consider candidates for the position
who have a “demonstrated ability in
and knowledge of emergency
management,” and at least “five
years of executive leadership.”

The statement that was released by
Bush said that putting any
constraints whatsoever on his choice
for agency directors would limit the
authority of the “unitary executive
branch.”  Bush wrote that
establishing minimum requirements
for the head of FEMA would “limit”
the pool of possible appointees “in a
manner that rules out a large
portion” of applicants.

The president also struck down a  
portion of the law that would allow
the head of FEMA to report
directly to Congress on funding
needs related to the security and
safety of the country.  Bush wrote
that allowing direct reporting to
Congress would “limit (his)
supervision of an executive
branch official”.  

When he signed the bill the
president did not indicate that he
would later challenge it's
He stated that the legislation was
important because it will "protect
the American people".  Bush later
wrote in the signing statement that
nullified the law as it relates to the
executive branch that he
considered that the law was
“inconsistent with the President’s
exclusive constitutional authority
its all true
A ruling last week by the National
Labor Relations Board dramatically
expanded the legal definition of
supervisory duties, potentially
denying millions of workers the right
to organize. The board held that
nurses who performed limited but
routine instruction and scheduling
tasks could be classified by their
employer as supervisors, effectively
removing their federally protected
right to form unions. The decision, in
the so-called Kentucky River cases,
had been anxiously awaited by both
business and labor leaders, and
legal experts said that more than 100
cases pending before the board may
be affected. The board’s 3-2
decision was split along party lines.

A spokesman for the US Chamber of
Commerce praised the NLRB ruling,
adding that predictions by labor
leaders that the decision would lead
to broad changes in collective
processes were alarmist and
unfounded. But union officials said
that up to 8 million US workers would
immediately be affected, and that
more than 30 million would eventually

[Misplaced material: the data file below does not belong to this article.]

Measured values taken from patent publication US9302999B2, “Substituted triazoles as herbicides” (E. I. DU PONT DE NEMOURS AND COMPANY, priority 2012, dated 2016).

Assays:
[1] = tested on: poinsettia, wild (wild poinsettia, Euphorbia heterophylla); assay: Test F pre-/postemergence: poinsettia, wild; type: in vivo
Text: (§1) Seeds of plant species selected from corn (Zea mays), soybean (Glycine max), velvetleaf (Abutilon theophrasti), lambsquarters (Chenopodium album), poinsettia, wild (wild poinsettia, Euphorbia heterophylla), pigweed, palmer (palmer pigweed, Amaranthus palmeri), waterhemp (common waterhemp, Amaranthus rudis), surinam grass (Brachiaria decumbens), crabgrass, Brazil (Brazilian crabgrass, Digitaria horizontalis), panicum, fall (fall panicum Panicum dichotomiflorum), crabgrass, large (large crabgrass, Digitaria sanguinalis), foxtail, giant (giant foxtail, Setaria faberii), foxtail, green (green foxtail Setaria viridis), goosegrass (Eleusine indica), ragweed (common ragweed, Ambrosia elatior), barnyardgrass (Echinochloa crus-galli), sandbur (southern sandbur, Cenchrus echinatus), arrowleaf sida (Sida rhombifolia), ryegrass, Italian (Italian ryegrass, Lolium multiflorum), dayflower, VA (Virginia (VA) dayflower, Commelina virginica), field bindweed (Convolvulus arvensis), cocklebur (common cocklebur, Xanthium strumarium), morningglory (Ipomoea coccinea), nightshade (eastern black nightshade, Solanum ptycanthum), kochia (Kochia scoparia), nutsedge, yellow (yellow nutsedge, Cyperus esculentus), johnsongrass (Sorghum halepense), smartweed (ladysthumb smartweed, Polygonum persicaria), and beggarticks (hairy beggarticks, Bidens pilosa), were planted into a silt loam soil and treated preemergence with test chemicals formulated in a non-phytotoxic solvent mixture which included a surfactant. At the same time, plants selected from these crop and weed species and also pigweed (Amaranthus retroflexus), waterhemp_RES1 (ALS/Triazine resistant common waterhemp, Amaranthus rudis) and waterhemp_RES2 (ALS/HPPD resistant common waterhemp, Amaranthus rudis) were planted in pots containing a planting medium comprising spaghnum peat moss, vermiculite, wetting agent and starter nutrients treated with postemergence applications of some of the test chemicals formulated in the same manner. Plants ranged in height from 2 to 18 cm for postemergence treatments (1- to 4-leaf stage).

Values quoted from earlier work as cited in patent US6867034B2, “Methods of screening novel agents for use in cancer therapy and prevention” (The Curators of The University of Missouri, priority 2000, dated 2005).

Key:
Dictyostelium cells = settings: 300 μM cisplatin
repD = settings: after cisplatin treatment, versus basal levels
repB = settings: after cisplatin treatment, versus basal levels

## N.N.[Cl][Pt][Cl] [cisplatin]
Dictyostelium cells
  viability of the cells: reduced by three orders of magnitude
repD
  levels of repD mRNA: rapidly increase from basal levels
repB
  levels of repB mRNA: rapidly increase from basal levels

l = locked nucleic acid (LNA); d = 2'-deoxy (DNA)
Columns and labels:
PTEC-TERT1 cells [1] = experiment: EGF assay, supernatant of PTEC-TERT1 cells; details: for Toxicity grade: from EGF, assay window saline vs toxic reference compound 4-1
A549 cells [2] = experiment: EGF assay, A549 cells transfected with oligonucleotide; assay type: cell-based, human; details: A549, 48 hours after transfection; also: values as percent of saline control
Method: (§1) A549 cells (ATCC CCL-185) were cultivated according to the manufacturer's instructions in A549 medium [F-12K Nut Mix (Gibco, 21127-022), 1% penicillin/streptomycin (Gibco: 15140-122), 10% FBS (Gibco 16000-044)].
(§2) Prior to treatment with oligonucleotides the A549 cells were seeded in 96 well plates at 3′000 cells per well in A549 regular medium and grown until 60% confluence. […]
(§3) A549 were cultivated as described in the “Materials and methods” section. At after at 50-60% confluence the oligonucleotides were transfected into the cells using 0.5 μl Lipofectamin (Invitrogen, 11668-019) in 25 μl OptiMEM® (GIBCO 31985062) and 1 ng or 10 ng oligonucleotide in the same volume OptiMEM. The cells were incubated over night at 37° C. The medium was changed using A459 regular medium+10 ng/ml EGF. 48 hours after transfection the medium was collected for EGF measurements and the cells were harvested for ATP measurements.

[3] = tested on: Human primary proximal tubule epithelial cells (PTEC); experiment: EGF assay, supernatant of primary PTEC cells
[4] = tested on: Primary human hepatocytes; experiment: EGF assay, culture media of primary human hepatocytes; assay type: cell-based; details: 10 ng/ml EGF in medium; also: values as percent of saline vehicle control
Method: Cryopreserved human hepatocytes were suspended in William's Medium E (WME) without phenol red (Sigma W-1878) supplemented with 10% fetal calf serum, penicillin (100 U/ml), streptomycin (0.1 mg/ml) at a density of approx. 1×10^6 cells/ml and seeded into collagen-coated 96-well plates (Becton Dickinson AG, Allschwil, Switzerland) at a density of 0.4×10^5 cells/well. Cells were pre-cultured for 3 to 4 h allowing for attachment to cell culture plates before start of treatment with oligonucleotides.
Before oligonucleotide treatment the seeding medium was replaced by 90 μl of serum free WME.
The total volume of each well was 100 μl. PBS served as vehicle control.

fall within the parameters established
by the decision. Under the provisions
of the federal Taft-Hartley Act,
“supervisors” are barred from
forming unions.
In recent years, a number of lawsuits
have been brought against large
corporations by employees who were
deemed to be ineligible for overtime
pay and other workplace protections
because they were designated
supervisors. Abercrombie & Fitch
agreed to a $2 million settlement in a
California case last January, and
Countrywide Financial Corp. entered
into a $30 million settlement
agreement in 2005. But many such
cases have been pending in
anticipation of the NLRB’s ruling.

In many cases the “supervisors” had
little actual supervisory authority or
responsibility. In the Kentucky River
cases, the employer named 127
supervisors out of a total workforce
of 181.

In a statement, AFL-CIO President
John Sweeney said the decision
would lead employers to "strip
millions of workers of their right to
have a union by reclassifying them
as 'supervisors' in
name only."  Some observers note
that the limitation of total union
membership would be a strategic
disadvantage to Democrats, who
typically rely on labor's infrastructure
for fund raising and logistical
its all true  
Homeland Security Developing ADVISE Without Consent
Bush Moves to Protect Homeland From Qualified Candidates
UK Scientists Predict
Long Warming Trend
Colleges to Assist CIA 'Sentiment Analysis'
Lack of Supervision Not a Problem in US
Getting it Right,
Night After Night